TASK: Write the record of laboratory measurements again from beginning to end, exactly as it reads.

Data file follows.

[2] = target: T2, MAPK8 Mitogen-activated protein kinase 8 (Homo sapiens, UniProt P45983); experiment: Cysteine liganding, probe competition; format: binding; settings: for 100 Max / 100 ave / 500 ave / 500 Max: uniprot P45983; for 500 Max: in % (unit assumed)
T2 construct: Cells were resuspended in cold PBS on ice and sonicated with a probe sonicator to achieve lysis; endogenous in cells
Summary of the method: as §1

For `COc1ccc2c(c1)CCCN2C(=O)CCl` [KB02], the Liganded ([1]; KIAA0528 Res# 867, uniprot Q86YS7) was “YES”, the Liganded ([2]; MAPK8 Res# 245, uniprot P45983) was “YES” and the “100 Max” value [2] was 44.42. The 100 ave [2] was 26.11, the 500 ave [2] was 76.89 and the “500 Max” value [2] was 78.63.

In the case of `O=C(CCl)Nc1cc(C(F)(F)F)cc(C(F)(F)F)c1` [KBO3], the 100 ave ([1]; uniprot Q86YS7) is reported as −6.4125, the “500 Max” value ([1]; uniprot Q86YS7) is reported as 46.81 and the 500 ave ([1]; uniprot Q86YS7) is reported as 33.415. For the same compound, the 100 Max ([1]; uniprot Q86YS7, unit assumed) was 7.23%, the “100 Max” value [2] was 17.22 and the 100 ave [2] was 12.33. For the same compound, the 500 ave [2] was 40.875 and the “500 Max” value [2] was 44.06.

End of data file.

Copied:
[2] = target: T2, MAPK8 Mitogen-activated protein kinase 8 (Homo sapiens, UniProt P45983); experiment: Cysteine liganding, probe competition; format: binding; settings: for 100 Max / 100 ave / 500 ave / 500 Max: uniprot P45983; for 500 Max: in % (unit assumed)
T2 construct: Cells were resuspended in cold PBS on ice and sonicated with a probe sonicator to achieve lysis; endogenous in cells
Summary of the method: as §1

For `COc1ccc2c(c1)CCCN2C(=O)CCl` [KB02], the Liganded ([1]; KIAA0528 Res# 867, uniprot Q86YS7) was “YES”, the Liganded ([2]; MAPK8 Res# 245, uniprot P45983) was “YES” and the “100 Max” value [2] was 44.42. The 100 ave [2] was 26.11, the 500 ave [2] was 76.89 and the “500 Max” value [2] was 78.63.

In the case of `O=C(CCl)Nc1cc(C(F)(F)F)cc(C(F)(F)F)c1` [KBO3], the 100 ave ([1]; uniprot Q86YS7) is reported as −6.4125, the “500 Max” value ([1]; uniprot Q86YS7) is reported as 46.81 and the 500 ave ([1]; uniprot Q86YS7) is reported as 33.415. For the same compound, the 100 Max ([1]; uniprot Q86YS7, unit assumed) was 7.23%, the “100 Max” value [2] was 17.22 and the 100 ave [2] was 12.33. For the same compound, the 500 ave [2] was 40.875 and the “500 Max” value [2] was 44.06.